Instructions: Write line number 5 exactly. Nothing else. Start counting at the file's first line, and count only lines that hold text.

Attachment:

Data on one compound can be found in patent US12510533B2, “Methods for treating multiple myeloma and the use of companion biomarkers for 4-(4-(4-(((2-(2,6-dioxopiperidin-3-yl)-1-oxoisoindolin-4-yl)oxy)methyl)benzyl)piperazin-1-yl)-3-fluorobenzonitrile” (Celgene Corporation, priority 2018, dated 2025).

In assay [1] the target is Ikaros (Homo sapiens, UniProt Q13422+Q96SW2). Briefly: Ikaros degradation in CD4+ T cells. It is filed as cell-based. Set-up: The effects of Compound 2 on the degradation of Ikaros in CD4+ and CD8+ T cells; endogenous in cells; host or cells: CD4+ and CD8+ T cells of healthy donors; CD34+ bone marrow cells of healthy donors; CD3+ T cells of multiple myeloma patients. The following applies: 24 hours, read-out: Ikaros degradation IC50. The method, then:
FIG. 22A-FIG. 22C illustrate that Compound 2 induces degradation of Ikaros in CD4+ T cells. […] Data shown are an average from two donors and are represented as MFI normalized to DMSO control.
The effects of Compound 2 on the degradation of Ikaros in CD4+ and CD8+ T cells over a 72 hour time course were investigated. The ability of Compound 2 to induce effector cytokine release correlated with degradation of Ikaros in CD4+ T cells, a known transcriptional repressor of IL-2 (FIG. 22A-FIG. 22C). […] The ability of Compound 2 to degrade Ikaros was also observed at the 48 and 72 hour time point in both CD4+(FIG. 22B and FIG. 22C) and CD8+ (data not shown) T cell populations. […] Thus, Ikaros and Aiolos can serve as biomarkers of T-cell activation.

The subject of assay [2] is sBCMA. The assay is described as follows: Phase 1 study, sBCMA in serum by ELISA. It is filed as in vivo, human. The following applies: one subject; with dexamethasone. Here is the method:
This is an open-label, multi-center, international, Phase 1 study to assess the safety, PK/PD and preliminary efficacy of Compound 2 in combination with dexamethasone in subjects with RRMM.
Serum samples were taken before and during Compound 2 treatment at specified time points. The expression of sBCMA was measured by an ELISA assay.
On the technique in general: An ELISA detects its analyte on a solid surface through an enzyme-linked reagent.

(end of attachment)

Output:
The subject of assay [2] is sBCMA. The assay is described as follows: Phase 1 study, sBCMA in serum by ELISA. It is filed as in vivo, human. The following applies: one subject; with dexamethasone. Here is the method: